2007). Clients may feel that the social worker has limitless power leaving them powerless in the situation (De Boer & Coady, 2007). If Karen can start her client-social worker relationship with Donna on a positive note, she may be able to mitigate some of Donna's concerns on the first visit which could, in turn, benefit future interactions (De Boer & Coady, 2007). As a social worker, Karen must be self-evaluative and be aware of how she may present to her clients (Schreiber, Fuller & Paceley, 2013). She should ensure that her relationship with Donna is one based on mutual acceptance, understanding, and collaboration (Schreiber, Fuller & Paceley, 2013). Karen should be kind, warm, trustworthy and ‘meet Donna where she is' without judgement (Schreiber, Fuller & Paceley, 2013). Karen has a heavy caseload but should ensure she has adequate time so that Donna feels heard and validated rather than rushed (Schreiber, Fuller & Paceley, 2013). When considering child welfare cases, a good relationship between a social worker and their client can be seen as a prerequisite to successful evaluation in which the client discloses full information and intervention to which the client agrees to and complies with.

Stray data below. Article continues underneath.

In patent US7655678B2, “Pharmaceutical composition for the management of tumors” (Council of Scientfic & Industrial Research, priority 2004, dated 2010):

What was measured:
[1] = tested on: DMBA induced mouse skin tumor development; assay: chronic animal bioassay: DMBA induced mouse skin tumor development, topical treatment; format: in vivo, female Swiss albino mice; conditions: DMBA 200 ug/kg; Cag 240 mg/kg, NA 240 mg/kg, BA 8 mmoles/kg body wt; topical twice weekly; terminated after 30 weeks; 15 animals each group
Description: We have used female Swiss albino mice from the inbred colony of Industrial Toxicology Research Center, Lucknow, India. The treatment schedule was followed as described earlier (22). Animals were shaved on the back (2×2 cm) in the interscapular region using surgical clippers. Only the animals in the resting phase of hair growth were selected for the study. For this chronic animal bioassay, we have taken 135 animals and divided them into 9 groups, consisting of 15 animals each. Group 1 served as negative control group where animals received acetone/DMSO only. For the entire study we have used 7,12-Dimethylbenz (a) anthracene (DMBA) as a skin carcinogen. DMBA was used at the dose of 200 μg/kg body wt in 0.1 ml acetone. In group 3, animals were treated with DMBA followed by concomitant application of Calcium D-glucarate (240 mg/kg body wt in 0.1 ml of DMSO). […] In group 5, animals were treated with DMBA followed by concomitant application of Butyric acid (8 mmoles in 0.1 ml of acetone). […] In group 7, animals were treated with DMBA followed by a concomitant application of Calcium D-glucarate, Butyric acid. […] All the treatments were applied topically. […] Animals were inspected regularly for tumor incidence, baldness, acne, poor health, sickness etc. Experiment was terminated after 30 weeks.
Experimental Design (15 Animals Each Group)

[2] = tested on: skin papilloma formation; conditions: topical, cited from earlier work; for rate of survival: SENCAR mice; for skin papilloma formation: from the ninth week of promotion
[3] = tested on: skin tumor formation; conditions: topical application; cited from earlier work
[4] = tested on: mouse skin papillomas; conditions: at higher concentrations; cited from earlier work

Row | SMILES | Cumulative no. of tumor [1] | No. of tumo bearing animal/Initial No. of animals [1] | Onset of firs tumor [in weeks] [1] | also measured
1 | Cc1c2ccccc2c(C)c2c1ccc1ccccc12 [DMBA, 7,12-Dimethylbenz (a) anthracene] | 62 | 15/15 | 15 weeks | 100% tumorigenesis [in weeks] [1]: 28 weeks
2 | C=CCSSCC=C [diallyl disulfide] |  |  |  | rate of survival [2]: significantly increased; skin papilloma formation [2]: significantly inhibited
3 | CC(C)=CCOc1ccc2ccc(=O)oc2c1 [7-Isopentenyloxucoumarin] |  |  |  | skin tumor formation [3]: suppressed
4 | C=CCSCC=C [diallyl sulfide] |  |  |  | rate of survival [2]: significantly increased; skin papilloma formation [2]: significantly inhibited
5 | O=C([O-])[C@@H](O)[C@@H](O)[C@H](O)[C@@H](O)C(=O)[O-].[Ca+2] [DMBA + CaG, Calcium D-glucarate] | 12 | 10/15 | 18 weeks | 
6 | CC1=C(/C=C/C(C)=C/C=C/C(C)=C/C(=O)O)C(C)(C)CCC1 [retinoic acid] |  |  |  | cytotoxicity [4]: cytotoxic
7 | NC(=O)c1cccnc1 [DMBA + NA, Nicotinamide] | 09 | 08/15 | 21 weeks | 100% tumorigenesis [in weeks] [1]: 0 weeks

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- Spring '16
- Sociology, Social Workers, Donna